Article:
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Four days in Tokyo

January 3, 2011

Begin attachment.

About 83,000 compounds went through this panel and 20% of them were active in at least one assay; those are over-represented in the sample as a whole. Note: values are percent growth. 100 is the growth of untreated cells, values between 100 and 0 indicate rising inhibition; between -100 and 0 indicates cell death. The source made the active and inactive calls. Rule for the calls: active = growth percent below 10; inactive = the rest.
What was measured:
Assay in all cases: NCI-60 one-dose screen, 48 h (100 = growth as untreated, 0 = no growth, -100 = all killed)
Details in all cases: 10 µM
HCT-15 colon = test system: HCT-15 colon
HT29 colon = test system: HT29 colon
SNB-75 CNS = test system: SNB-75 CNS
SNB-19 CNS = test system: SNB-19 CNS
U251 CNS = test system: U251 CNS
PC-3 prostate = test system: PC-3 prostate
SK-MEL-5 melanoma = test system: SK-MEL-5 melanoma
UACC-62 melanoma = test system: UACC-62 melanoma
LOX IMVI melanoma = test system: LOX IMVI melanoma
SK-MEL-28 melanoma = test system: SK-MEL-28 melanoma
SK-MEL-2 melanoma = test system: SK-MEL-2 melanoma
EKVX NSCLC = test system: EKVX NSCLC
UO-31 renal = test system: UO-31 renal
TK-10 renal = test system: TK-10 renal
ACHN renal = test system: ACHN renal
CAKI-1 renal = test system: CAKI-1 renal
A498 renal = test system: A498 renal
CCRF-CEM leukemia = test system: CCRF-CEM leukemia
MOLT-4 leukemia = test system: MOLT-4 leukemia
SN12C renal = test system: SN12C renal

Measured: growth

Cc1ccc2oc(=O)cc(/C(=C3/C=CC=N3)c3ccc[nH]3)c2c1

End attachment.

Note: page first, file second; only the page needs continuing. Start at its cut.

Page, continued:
I celebrated the new year this year in Tokyo with four intense days of exploring the world’s largest metropolitan area. Tokyo is a magnificent, modern city that is impeccably clean and safe – characteristics that will surely confound any non-Japanese visitor to the city. The architecture and urban design are breathtaking and feature the quintessential minimalist aesthetic that permeates Japanese culture. Tokyo is at the vanguard of modernity as the city was completely rebuilt in the second half of the last century after obliteration at the hands of American air-bombing squads. The greater Tokyo metropolitan area is home to nearly 35 million people, slightly more than one quarter of the nation’s population, and is the largest economic center in the world, surpassing even New York City. A unique feature of the city is its sheer geographical size composed of the 23 special wards, which together combine to form a seemingly endless concrete horizon that envelops the Kanto region and is easily visible from space via satellite images. Some of the things I did and places I visited: meticulously explored on foot the youthfully-vibrant Shibuya district with its bustling scrambled crosswalk, quirky love hotels, maze of clothing outlets full of well-heeled fashionistas; strolled through the uber-chique Omotesando dori in Harajuku lined with elegant designer label boutiques; meandered solemnly through the Meiji Shrine (Tokyo’s largest) and paid homage to the Emperor who gave birth to the modern Japanese nation; reverently perused the grounds housing the Yoyogi National Gymnasium designed by towering Japanese architect Kenzo Tange for the 1964 Tokyo Olympics; went to the top of the Sunshine 60 building to take in the staggering views of the gray landscape that is Tokyo and its sprawling environs; sampled delicious unagi, soba, Kyushu white-broth ramen, takoyaki and sushi of course; spent a chilly evening relaxing at an onsen near the cavernous Tokyo Dome; meandered through Tokyo’s waterfront area – Odaiba (an artificial island in Tokyo Bay) – at night and stood transfixed looking up at Tange’s whimsical Fuji Television Building; drove across the 0.8km-long Rainbow Bridge from Odaiba and then through the neon-lit streets of Tokyo at night in an Alfa Romeo 159; went to the top of the Yokohama Landmark Tower (Japan’s tallest building); visited the futuristic Roppongi Hills and its Mori Art Museum with existentialist exhibition by Odani Motohiko; walked through Yokohama’s lively Chinatown and glittering Minato Mirai 21 waterfront area; celebrated the new year with a Catholic ceremony at St. Mary’s Cathedral (designed by Kenzo Tange in 1963) near Ikebukuro; explored the business district of Shinjuku and viewed the city’s horizon yet again from the 47th floor of the posh Keio Plaza Hotel while also mesmerized by the Mode Gakuen Cocoon Tower; paid a trip on new year’s day to the overflowing Yasukuni Shrine which houses the souls of Japan’s 2.4 million war dead; strolled through the manicured gardens of the Imperial Palace in central Tokyo site of the Emperor’s residence; stared starry-eyed at the bright neon-lights of the Akihabara electronic district and relived nostalgically some memories of my childhood at the video-game arcades; reveled in the glamor of the Ginza district; briefly visited Ueno Park in the northeast of the city that is the site of a multitude of educational and cultural institutions and pondered the legacy of Saigo Takamori; visited the majestic Senso-ji Buddhist temple in Asakusa; and finally paid a visit to my host family in the outskirts of Tokyo for a celebration of the new year involving local delicacies all the while getting very familiar with Tokyo’s vast and staggeringly dense subway system. My journey was immeasurably enhanced with the tireless curiosity and ceaseless generosity of my Japanese guide and friend, Keisuke Fukasawa, who was born and raised in Tokyo and was happy to show me around. I traveled to Tokyo from Kyoto aboard the magical Shinkansen (Tokaido line) that sped at a blistering 300 km/h on carefully constructed linear tracks in a pleasant 2.5 hour journey. The high-tech Shinkansen bored gracefully through numerous mountain tunnels and swept past majestic Mount Fuji on one side and the turquoise, undulating waters of the Pacific on the other. Japan has left me awestruck.

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